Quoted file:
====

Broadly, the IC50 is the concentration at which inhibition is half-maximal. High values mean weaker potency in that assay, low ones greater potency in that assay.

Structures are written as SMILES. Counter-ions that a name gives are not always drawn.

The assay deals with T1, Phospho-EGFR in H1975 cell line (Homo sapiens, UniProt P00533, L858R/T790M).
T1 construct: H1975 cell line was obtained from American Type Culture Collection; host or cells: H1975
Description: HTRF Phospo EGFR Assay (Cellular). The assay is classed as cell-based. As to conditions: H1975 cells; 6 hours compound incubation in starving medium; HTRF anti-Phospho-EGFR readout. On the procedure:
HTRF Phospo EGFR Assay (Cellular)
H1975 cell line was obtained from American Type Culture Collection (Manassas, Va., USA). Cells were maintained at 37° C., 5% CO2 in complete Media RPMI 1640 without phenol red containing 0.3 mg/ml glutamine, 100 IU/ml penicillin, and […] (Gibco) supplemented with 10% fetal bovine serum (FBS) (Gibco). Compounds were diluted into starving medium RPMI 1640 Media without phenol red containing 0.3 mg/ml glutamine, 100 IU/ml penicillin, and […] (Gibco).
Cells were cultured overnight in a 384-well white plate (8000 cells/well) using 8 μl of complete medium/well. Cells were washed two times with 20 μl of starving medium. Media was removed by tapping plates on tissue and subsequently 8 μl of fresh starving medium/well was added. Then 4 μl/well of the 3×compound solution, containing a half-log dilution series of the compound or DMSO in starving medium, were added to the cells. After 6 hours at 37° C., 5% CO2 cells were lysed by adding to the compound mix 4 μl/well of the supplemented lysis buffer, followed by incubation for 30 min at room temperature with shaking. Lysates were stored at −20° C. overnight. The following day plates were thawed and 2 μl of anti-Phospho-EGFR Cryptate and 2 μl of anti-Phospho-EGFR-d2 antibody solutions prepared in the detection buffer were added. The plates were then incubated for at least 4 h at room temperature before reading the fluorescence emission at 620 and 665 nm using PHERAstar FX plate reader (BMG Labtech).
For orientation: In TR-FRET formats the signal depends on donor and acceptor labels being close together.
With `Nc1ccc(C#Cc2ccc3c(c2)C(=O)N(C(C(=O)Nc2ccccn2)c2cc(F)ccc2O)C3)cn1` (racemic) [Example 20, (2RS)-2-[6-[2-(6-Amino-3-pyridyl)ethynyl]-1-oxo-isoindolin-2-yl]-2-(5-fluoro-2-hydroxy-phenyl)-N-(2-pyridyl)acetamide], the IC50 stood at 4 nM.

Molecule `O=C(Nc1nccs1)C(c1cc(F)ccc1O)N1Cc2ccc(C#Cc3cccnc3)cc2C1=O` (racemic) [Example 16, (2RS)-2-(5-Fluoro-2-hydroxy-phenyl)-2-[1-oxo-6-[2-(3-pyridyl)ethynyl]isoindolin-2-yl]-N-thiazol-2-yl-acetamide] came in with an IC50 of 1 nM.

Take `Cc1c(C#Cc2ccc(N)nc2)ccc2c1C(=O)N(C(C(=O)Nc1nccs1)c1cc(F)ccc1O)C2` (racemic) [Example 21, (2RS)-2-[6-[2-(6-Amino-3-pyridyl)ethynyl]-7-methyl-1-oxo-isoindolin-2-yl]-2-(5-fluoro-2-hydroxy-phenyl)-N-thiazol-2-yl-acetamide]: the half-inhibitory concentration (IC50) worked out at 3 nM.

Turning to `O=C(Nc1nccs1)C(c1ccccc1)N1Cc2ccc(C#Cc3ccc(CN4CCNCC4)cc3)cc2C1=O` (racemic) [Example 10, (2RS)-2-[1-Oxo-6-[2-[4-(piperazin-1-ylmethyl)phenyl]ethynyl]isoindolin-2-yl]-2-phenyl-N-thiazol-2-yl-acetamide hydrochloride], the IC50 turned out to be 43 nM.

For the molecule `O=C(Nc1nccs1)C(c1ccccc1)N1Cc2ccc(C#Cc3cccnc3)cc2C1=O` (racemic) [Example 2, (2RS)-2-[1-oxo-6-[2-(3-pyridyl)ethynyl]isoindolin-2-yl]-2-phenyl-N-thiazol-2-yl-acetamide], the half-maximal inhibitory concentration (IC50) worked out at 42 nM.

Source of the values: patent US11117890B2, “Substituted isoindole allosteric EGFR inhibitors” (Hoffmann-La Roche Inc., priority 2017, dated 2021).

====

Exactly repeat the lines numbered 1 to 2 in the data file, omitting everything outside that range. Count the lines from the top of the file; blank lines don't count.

Broadly, the IC50 is the concentration at which inhibition is half-maximal. High values mean weaker potency in that assay, low ones greater potency in that assay.

Structures are written as SMILES. Counter-ions that a name gives are not always drawn.